• γδ T lymphocytes;
  • immunotherapy;
  • phosphoantigens;
  • tumor defense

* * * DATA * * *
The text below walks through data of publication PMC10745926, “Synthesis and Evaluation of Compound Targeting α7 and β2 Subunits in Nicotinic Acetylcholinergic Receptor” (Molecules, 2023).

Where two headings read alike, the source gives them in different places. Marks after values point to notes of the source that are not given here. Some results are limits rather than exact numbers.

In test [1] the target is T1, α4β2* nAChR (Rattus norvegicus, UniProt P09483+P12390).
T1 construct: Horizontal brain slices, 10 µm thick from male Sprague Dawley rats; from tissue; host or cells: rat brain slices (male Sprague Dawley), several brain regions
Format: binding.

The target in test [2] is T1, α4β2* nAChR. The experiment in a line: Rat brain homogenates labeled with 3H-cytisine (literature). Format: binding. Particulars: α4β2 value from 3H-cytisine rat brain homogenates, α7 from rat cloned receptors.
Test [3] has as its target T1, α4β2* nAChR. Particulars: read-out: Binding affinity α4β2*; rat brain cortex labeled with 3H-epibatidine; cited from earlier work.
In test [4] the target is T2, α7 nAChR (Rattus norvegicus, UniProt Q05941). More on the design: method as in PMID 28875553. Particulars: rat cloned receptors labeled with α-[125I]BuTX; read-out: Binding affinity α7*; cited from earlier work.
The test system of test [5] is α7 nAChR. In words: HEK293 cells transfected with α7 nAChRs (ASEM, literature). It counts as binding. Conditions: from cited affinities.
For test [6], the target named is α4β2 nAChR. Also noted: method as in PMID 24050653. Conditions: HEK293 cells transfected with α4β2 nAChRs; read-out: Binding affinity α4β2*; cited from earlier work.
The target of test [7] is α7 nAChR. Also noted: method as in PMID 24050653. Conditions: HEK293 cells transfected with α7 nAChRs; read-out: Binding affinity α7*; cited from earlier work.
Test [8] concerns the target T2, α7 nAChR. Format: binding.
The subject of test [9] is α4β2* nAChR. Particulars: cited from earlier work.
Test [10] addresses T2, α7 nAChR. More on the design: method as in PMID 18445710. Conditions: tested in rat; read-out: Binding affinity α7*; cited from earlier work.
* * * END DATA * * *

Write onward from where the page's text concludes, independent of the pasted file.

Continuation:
T lymphocytes are classified into 2 subsets based on their T-cell receptor (TCR) expression. The vast majority of T cells expresses an αβ TCR heterodimer. These αβ T cells recognize antigenic peptides presented by MHC class I (for CD8+ T cells) or MHC class II molecules (for CD4+ T cells). Concepts of cancer immunotherapy are mostly concerned with activation of these MHC-restricted αβ T cells. Until recently, a numerically small subset of T cells, which expresses an alternative TCR composed of a CD3-associated γδ heterodimer, has received far less attention as a potential agent in cancer therapy. These γδ T cells share with αβ T cells certain effector functions such as cytokine production and potent cytotoxic activity but recognize different sets of antigens, usually in a non-MHC-restricted fashion. Different subsets of human γδ T cells recognize stress-inducible MHC class I-related molecules frequently expressed on epithelial tumor cells or phosphorylated metabolites which can be generated by tumor cells. In line with this, many tumor cells are highly susceptible to γδ T-cell mediated lysis. In our article, we summarize the available evidence for a contribution of human γδ T cells in tumor defense and discuss potential strategies for the immunotherapy of tumors based on the endogenous activation and/or adoptive transfer of tumor-reactive γδ T lymphocytes. © 2004 Wiley-Liss, Inc.